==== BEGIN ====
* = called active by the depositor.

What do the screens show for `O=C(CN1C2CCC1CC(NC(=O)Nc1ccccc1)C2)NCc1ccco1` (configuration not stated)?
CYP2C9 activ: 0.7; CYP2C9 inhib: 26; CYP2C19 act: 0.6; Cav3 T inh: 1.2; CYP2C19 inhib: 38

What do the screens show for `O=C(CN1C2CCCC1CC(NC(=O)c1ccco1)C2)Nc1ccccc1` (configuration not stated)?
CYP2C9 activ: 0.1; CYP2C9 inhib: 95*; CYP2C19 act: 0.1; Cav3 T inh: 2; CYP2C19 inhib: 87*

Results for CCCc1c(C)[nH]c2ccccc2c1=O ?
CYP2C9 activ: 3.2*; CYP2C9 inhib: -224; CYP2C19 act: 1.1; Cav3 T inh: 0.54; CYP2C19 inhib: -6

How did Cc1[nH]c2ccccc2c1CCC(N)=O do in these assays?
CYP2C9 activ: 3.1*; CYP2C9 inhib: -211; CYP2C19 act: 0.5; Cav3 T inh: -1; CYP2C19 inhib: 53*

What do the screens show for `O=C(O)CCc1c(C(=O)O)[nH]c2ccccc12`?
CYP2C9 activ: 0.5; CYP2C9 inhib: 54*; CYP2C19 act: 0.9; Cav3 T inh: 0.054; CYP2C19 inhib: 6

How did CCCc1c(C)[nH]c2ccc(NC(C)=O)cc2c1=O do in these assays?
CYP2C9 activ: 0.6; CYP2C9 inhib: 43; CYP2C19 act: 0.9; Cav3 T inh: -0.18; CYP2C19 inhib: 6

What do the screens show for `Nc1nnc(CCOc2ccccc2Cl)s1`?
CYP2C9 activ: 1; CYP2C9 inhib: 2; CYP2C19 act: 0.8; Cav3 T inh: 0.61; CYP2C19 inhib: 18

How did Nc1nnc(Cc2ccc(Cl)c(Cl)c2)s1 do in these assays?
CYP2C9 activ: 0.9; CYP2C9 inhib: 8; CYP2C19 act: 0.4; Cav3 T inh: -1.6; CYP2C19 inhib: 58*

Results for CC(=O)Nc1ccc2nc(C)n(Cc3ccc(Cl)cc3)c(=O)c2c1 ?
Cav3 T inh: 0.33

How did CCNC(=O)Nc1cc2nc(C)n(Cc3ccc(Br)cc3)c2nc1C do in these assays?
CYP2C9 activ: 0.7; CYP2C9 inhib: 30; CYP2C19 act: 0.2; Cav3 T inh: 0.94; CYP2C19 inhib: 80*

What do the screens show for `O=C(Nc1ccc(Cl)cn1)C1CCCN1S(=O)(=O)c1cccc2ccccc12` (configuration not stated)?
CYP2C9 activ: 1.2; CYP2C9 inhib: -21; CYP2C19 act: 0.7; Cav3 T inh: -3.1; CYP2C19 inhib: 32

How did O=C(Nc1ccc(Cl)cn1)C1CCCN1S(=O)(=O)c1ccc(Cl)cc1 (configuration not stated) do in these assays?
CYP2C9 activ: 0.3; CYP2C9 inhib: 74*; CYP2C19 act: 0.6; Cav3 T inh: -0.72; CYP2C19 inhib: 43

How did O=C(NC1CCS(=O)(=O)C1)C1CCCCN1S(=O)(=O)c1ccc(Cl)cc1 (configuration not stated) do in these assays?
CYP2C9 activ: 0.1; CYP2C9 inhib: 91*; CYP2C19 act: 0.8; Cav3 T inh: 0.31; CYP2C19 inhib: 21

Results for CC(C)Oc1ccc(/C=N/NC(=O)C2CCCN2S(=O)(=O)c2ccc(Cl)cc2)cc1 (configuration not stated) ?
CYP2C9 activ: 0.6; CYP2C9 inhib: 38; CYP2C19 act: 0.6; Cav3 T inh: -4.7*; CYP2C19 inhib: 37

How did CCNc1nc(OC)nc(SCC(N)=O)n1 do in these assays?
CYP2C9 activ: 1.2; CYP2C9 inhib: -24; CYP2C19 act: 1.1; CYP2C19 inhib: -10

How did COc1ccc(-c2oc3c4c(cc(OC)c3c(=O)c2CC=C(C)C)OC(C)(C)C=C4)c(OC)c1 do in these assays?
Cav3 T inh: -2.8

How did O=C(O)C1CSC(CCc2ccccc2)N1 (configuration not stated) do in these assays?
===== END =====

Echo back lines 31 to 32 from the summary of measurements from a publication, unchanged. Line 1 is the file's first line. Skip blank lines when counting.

CYP2C9 activ: 1.2; CYP2C9 inhib: -24; CYP2C19 act: 1.1; CYP2C19 inhib: -10

How did COc1ccc(-c2oc3c4c(cc(OC)c3c(=O)c2CC=C(C)C)OC(C)(C)C=C4)c(OC)c1 do in these assays?